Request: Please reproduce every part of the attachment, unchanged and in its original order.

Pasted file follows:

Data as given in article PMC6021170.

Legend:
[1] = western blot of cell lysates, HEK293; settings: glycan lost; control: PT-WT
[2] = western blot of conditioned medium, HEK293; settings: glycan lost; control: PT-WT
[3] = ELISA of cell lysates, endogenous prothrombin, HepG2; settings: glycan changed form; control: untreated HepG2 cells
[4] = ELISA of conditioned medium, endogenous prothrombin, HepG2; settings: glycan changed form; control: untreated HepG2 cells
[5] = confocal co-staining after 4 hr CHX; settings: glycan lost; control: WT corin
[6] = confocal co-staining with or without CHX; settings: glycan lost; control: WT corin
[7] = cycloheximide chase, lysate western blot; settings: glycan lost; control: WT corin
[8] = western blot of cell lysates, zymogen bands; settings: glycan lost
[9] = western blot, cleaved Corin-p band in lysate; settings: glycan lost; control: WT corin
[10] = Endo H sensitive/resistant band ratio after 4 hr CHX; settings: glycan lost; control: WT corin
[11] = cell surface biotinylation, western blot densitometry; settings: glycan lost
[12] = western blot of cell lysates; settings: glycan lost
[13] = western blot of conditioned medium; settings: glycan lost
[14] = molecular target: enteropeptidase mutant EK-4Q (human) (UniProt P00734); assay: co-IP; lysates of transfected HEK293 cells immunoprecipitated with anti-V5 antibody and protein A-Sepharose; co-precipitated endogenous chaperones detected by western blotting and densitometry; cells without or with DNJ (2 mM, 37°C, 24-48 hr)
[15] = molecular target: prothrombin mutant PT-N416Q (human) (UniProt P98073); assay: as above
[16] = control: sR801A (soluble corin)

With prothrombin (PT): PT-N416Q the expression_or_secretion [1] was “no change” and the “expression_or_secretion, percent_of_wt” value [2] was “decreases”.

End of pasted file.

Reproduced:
Data as given in article PMC6021170.

Legend:
[1] = western blot of cell lysates, HEK293; settings: glycan lost; control: PT-WT
[2] = western blot of conditioned medium, HEK293; settings: glycan lost; control: PT-WT
[3] = ELISA of cell lysates, endogenous prothrombin, HepG2; settings: glycan changed form; control: untreated HepG2 cells
[4] = ELISA of conditioned medium, endogenous prothrombin, HepG2; settings: glycan changed form; control: untreated HepG2 cells
[5] = confocal co-staining after 4 hr CHX; settings: glycan lost; control: WT corin
[6] = confocal co-staining with or without CHX; settings: glycan lost; control: WT corin
[7] = cycloheximide chase, lysate western blot; settings: glycan lost; control: WT corin
[8] = western blot of cell lysates, zymogen bands; settings: glycan lost
[9] = western blot, cleaved Corin-p band in lysate; settings: glycan lost; control: WT corin
[10] = Endo H sensitive/resistant band ratio after 4 hr CHX; settings: glycan lost; control: WT corin
[11] = cell surface biotinylation, western blot densitometry; settings: glycan lost
[12] = western blot of cell lysates; settings: glycan lost
[13] = western blot of conditioned medium; settings: glycan lost
[14] = molecular target: enteropeptidase mutant EK-4Q (human) (UniProt P00734); assay: co-IP; lysates of transfected HEK293 cells immunoprecipitated with anti-V5 antibody and protein A-Sepharose; co-precipitated endogenous chaperones detected by western blotting and densitometry; cells without or with DNJ (2 mM, 37°C, 24-48 hr)
[15] = molecular target: prothrombin mutant PT-N416Q (human) (UniProt P98073); assay: as above
[16] = control: sR801A (soluble corin)

With prothrombin (PT): PT-N416Q the expression_or_secretion [1] was “no change” and the “expression_or_secretion, percent_of_wt” value [2] was “decreases”.